With a price seemingly out of reach at £1.2 million, Andrew Bernardi shares how he convinced a group of investors to help acquire the violin to bring cultural enrichment to audiences in West Sussex, the UK and abroad

Andrew Bernardi photography Jim Holden

Andrew Bernardi © Jim Holden

Once, an ordinary day became quite extraordinary for me. I was at an auction house having my violin checked, when I was offered one of the rarest violins in the world – a 1696 Stradivari, which is featured in the book of the top 500 Stradivari violins. The Bernardi Music Group had been looking for this precious Cremonese violin for 25 years, and just from one note of its subtle sophisticated sound, I knew we had to acquire it. 

However, this was a Stradivari worth £1.2 million, and I had no time to raise the money before the sale date. I quickly put together a syndicate of business acquaintances and friends to help fund its purchase, sharing my vision for the instrument to help build support. We managed to outbid everyone else, in what we now fondly call the ’white knuckle ride against the clock Hollywood Blockbuster.’ 

Having a strong vision for the invaluable instrument and how it could be applied towards wider cultural activities was key to encouraging investors to commit. On top of the instrument’s value increasing year on year, it was equally important to stress to investors that the Stradivari could significantly benefit both local and international cultural communities. As a result, we created a dedicated high-quality group of investors who committed to the aspiration of uniting people through music. To structure our shareholders, we created a single-asset limited company administered by a highly-skilled lawyer. This structure allows each shareholder to hold a privately tradable share certificate, which allows for easy transfer between other shareholders. 

The cultural focus has turned out to be priceless, as the Stradivari is the crux of all we do in Sussex, the UK and beyond. Our Stradivari grants unparalleled expression with a huge variety of timbral colours and a unique breadth in quality, conveying the essence of our music. It has bestowed high value onto our talented group of musicians - as recognised in our Arts Council Award - with local communities rallying to see us and our Stradivari perform, as well as raising great sums for charities such as the Alzheimers Society.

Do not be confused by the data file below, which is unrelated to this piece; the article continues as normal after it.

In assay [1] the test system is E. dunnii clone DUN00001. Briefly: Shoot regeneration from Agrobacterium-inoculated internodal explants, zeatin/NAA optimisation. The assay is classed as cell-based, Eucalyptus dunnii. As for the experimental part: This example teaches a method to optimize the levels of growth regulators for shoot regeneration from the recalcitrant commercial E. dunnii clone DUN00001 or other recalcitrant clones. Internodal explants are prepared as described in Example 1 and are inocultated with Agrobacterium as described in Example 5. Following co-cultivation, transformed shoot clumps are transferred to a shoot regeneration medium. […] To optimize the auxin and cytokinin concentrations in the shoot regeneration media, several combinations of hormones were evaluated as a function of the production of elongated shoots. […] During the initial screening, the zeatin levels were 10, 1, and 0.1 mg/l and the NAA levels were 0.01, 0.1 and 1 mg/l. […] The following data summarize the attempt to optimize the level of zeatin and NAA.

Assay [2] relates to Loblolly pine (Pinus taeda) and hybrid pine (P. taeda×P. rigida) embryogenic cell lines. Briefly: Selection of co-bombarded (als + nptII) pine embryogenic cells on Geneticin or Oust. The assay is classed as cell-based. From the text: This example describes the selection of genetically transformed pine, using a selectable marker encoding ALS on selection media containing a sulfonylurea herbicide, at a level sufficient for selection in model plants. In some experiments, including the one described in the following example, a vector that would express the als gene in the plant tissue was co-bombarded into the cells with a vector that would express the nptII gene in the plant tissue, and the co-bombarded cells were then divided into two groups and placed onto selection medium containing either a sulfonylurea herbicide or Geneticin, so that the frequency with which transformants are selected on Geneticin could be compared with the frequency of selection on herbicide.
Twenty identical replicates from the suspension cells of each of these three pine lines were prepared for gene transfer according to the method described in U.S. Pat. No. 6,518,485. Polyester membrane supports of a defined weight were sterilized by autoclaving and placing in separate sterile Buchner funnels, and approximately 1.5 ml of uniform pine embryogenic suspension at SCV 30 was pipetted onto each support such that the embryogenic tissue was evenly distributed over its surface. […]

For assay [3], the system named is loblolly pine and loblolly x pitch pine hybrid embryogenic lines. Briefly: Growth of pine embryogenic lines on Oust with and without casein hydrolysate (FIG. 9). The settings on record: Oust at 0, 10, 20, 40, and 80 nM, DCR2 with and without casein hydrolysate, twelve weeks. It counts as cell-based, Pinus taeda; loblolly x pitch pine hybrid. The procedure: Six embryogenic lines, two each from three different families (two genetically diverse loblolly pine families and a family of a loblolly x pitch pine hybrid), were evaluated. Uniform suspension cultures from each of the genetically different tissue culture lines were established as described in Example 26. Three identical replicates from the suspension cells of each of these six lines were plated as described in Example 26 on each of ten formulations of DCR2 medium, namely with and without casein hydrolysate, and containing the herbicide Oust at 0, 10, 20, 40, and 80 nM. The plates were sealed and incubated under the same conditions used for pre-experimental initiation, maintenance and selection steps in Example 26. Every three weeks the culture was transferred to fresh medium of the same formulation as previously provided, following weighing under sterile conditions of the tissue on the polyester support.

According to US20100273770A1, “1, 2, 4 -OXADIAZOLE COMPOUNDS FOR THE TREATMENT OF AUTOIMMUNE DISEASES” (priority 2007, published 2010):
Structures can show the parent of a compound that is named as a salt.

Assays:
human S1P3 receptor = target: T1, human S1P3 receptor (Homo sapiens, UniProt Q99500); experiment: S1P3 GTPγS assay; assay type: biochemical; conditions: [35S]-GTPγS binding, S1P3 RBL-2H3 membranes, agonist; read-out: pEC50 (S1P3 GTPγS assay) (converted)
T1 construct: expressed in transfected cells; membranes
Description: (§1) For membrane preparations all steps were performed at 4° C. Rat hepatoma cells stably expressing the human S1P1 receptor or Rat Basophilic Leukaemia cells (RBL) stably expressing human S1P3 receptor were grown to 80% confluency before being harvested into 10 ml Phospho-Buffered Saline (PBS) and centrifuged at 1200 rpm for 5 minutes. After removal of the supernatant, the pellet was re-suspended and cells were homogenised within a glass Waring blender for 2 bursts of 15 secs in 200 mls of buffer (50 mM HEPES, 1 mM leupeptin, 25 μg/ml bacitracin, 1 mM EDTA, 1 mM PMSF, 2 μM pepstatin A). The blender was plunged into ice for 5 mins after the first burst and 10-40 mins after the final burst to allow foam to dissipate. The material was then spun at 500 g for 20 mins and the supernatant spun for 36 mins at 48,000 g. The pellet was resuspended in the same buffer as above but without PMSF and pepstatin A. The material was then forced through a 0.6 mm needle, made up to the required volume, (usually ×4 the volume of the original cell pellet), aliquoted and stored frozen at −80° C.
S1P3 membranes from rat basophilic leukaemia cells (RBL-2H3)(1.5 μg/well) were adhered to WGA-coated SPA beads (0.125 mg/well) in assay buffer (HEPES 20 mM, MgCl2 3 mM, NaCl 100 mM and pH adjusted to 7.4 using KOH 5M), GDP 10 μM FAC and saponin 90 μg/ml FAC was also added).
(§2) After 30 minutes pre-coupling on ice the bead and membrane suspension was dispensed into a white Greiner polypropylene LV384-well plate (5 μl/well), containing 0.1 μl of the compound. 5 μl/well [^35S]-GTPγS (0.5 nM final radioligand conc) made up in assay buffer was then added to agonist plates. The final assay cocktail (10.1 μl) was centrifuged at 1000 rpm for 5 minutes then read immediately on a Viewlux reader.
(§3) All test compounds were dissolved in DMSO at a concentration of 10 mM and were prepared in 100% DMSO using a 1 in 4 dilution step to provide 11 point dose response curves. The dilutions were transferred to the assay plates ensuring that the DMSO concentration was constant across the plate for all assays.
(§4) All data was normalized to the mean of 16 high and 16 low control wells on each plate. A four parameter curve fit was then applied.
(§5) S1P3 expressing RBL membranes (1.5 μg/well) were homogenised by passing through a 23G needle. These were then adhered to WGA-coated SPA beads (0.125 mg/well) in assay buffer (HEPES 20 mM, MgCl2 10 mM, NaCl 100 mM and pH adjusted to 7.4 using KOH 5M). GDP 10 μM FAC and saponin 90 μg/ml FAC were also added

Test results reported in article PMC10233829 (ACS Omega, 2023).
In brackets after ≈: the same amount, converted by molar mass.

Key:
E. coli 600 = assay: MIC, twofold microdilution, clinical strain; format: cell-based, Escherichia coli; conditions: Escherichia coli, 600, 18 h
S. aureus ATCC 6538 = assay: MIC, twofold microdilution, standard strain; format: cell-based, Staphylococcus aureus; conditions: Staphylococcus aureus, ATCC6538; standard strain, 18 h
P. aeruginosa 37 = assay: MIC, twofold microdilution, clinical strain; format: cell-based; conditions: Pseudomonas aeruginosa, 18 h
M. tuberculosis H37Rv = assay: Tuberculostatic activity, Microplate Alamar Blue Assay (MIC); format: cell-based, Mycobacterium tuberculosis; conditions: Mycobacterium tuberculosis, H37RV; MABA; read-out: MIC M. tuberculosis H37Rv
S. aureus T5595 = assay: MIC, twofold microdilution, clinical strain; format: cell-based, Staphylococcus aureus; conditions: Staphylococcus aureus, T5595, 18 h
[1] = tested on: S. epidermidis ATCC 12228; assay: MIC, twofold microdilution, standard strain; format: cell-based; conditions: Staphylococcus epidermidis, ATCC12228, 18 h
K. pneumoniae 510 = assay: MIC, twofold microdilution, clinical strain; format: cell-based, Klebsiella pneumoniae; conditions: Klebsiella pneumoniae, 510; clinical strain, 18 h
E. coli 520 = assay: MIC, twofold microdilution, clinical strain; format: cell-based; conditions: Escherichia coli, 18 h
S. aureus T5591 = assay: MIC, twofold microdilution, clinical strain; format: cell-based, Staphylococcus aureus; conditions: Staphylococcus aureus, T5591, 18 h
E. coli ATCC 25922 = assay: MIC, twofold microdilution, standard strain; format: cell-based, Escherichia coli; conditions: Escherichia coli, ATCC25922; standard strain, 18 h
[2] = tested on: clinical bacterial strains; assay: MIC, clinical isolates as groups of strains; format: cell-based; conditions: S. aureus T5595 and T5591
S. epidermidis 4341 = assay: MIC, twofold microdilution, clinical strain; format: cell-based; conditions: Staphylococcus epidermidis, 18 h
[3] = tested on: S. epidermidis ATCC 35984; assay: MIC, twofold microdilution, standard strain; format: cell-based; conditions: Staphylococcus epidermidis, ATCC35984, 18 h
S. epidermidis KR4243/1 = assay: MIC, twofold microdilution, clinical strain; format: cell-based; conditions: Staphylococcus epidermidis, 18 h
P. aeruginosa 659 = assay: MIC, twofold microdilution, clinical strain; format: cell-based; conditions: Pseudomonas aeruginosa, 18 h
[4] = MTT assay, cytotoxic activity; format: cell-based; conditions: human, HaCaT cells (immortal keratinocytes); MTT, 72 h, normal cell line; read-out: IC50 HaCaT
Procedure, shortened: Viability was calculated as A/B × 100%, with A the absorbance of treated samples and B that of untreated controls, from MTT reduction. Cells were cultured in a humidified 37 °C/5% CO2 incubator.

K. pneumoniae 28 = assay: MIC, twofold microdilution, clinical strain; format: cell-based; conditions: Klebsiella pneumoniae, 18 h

Our Stradivari – renamed the ’Amici Bernardi’ Stradivari to reflect the group, the violin’s Italian roots and how it brings about friendship through its artistry - has enhanced the cultural landscape of Sussex. Doing so, it has inspired commissions of new works, such as Paul Lewis’ Shipley Concerto which recently premiered at the Shipley Arts Festival. It also brings unparalleled depth, colour and meaning to our work. In a wonderful twist of fate, we commissioned the wonderful Great Hills, by Cecilia McDowall back in 2007. It tells the story of Lady Anne Blunt travelling through time within our local community and performing on her own Stradivari for everyone, from the vicar to Hilaire Belloc in his Shipley Windmill. We could not have foreseen that we would similarly be following the same footprints as those described in Cecilia’s commission, in what is now the seventh year performing with our Stradivari. 

The Stradivari has also taken us far and wide with our smaller group, the Stradivarius Piano Trio. Often touring to Asia, we have attracted overseas interest, as being accompanied by such a fine violin brings mystique and has proved to be an inspiration to colleagues and audiences alike. Our values and roots are expressed through the music performed on our Stradivari, which transport audiences to mesmerising realms of their imagination. As such, we have performed a diverse body of work in a wide variety of contexts, from performing for McLaren and Aston Martin, to travelling to the Greater Bay Area of China, Hong Kong and Macau together with performing in cities such as Guangzhou and Xiamen. We have also performed for the students of Macau University, where we will soon take up residency. 

Looking back, acquiring the Stradivari was one of the best decisions of my life. The bedrock for all our work, it has greatly enhanced my mission in life to inspire and connect people, communities and businesses through music. Often, our investors tell us that the cultural benefits and financial returns they see far exceed all their previous expectations. However, the Stradivari and I have only just started on our journey and I look forward to continuing with this fruitful partnership. 

The Bernardi Music Group will next be performing at Shipley Arts Festival on 29 August for the opening of the Drew Barn at Warnham Park. Find out more here.

Read: Book review: Gone: a Girl, a Violin, a Life Unstrung

Read: Stolen ‘ex-Kym’ Stradivarius violin fetches £1.385m at auction

Read: Violinist Min-Jin Kym’s ‘stolen and recovered’ Stradivarius to be sold at auction

Read: ‘Is $16 million for a violin too much to pay? Not these days’